Editorial: EDA change could benefit FarmingtonThe city of Farmington continues to consider changes to its economic development efforts. Less than a month after laying off its economic development specialist, the city is tinkering with the makeup of its economic development authority.
The city of Farmington continues to consider changes to its economic development efforts. Less than a month after laying off its economic development specialist, the city is tinkering with the makeup of its economic development authority.
The EDA exists to provide guidance on development issues, but in recent years its membership has comprised almost entirely members of the Farmington City Council. Now that could change, and we think it would be a change for the better.
The EDA serves a few purposes for the city. City attorney Joel Jamnik told EDA members Monday the existence of the board opens doors to new sources of funding for projects and allows the city to buy and sell property for redevelopment. It can also serve as another perspective on development issues. A fresh set of eyes that can look at projects from a specific perspective.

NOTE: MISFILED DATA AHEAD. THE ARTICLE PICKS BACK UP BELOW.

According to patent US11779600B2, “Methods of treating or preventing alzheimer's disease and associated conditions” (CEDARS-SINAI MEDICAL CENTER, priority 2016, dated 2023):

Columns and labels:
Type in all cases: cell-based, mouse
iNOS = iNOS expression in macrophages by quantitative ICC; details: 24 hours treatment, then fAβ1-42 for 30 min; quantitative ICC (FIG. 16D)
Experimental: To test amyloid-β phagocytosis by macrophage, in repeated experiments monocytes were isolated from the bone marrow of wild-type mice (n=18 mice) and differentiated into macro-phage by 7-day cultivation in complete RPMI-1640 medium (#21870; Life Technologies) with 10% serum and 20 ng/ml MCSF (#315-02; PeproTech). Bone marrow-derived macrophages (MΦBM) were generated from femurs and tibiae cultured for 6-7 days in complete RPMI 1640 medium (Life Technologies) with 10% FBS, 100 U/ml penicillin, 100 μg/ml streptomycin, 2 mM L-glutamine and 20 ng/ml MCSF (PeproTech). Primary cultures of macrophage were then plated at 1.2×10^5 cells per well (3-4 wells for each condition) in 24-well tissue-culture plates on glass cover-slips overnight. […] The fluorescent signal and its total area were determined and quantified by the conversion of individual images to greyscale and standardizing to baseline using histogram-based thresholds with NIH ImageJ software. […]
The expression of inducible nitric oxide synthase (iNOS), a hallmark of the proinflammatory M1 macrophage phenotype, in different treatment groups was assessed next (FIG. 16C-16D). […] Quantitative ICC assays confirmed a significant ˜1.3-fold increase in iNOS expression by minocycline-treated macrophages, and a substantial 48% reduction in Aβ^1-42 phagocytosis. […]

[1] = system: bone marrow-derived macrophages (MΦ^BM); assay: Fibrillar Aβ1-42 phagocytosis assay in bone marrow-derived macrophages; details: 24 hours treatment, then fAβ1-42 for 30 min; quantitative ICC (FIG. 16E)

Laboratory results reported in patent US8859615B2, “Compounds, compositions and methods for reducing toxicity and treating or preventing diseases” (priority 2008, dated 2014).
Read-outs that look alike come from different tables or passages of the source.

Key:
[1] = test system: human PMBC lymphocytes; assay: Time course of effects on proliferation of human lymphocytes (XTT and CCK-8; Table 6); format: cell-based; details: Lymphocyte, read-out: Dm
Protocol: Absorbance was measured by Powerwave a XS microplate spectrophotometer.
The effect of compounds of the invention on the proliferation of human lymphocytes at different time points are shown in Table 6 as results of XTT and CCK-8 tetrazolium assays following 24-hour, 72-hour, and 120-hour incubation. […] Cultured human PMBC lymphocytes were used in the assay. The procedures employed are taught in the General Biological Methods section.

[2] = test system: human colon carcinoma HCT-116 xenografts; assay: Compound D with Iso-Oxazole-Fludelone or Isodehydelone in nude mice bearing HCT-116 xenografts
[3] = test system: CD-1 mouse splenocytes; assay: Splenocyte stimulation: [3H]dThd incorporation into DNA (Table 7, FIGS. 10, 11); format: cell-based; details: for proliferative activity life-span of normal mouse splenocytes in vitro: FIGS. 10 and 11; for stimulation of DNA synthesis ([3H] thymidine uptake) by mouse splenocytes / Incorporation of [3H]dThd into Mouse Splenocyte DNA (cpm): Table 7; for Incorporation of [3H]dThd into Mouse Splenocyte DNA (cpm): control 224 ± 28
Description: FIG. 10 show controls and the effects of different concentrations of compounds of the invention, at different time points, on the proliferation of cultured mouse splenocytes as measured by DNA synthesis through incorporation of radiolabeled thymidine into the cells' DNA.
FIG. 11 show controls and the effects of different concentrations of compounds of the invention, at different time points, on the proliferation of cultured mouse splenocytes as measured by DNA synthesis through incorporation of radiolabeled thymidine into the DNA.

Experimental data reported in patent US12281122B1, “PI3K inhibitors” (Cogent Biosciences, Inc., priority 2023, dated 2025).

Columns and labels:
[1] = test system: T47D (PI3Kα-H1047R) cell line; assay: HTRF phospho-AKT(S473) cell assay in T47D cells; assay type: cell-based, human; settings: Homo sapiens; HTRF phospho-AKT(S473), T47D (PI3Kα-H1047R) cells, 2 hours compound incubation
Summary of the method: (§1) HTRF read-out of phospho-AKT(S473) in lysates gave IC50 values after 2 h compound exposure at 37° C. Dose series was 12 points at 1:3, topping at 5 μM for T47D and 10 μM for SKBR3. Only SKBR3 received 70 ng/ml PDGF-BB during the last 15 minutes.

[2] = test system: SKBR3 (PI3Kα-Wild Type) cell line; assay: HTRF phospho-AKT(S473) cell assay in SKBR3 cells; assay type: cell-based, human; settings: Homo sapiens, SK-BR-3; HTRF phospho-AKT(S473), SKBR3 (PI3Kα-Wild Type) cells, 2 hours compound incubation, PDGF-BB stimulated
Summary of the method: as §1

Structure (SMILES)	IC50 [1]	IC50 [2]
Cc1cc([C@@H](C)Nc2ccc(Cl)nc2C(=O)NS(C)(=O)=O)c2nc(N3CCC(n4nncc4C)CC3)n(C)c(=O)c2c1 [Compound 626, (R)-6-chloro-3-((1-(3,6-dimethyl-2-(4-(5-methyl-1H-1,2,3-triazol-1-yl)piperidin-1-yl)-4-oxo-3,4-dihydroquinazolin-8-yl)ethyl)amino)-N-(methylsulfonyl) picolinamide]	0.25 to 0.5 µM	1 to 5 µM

The city doesn’t necessarily get that when council members made up the bulk of the board. They were getting one set of eyes looking at an issue twice. That doesn’t do anybody much good.
The membership of the EDA seems to be in a near constant state of change. The city can’t stop tinkering. It has gone from an entirely appointed board to a board made up entirely of council members. As it stands, all five council members serve on the EDA along with two community members who can express opinions but cannot vote.
It might seem odd to change again just a few years after the last adjustment, but we believe in this case the change would benefit Farmington.